Determining the cost

Published 24 November 2020

In this month’s Technical Forum, Dr Michael Clark considers how to reduce electricity costs by looking at how much is consumed and ways to lower the price of energy. While this is less of an issue in countries with low electricity costs, the lack of incentive to reduce costs could be a different kind of problem.

Figure 1: the electricity cost of cement grinding

The cost of something is a function of the price paid and the amount purchased or consumed. It is obvious, but there are many ways in which this shapes what happens on a cement factory and in the cement industry.

Figure 1 comes from one of Whitehopleman’s cement factory cost benchmarking reports and illustrates this relationship by looking at the electricity cost of grinding cement. The cement factory being benchmarked has high unit electricity costs of US$0.12/kWh. This is in the upper quartile of electricity costs, but the factory combats this with a low specific electricity consumption of 34.15kWh/t of ground cement. This is in the lower quartile of unit electricity consumption for cement grinding in the Whitehopleman benchmarking database. However, the combination of the electricity price paid and the consumption of electricity means that the unit cost for grinding cement of US$4.10/t is well above the median of cement factories.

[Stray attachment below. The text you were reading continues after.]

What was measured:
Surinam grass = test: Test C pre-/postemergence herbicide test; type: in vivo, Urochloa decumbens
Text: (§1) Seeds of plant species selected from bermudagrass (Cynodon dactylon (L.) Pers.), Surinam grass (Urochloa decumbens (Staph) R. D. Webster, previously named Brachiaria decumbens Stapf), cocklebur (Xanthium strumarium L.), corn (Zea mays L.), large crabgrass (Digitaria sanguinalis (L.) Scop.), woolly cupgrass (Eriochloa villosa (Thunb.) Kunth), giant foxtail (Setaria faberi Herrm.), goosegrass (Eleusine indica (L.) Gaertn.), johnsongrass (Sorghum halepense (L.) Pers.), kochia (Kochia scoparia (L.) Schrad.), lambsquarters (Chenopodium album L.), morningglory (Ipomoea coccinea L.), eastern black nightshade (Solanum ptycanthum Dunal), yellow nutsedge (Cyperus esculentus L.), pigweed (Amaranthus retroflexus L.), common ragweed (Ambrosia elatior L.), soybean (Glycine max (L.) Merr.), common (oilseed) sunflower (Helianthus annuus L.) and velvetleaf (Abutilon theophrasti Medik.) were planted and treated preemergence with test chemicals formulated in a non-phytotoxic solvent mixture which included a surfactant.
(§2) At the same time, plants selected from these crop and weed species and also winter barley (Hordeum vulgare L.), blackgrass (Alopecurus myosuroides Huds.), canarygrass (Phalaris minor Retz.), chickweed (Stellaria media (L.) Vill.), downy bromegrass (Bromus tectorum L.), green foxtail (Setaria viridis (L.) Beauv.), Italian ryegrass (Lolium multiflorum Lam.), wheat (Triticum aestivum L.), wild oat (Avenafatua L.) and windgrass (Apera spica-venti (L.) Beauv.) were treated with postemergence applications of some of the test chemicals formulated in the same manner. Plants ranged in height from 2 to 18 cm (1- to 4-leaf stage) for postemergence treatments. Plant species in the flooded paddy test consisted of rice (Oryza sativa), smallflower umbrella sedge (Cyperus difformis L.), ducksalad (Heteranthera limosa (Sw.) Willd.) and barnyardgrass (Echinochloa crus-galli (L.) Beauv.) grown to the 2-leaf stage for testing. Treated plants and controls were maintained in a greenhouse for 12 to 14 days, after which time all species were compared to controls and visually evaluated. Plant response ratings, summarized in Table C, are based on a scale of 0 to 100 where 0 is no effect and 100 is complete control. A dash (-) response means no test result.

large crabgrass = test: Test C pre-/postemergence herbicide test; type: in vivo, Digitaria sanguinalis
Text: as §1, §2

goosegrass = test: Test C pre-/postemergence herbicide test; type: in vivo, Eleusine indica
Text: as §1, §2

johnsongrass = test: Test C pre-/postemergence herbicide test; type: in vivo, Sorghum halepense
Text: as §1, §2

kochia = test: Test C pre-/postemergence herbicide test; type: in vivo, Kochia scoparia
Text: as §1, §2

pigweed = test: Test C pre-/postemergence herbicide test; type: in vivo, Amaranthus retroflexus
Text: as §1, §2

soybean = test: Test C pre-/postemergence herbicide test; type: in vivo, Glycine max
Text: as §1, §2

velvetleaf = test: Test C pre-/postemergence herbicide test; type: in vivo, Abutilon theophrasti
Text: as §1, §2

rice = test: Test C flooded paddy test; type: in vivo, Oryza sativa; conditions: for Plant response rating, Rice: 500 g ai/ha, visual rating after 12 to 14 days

To continue reading this story and get access to all News, Articles and Video sections of the website, please Register for a subscription to International Cement Review or Login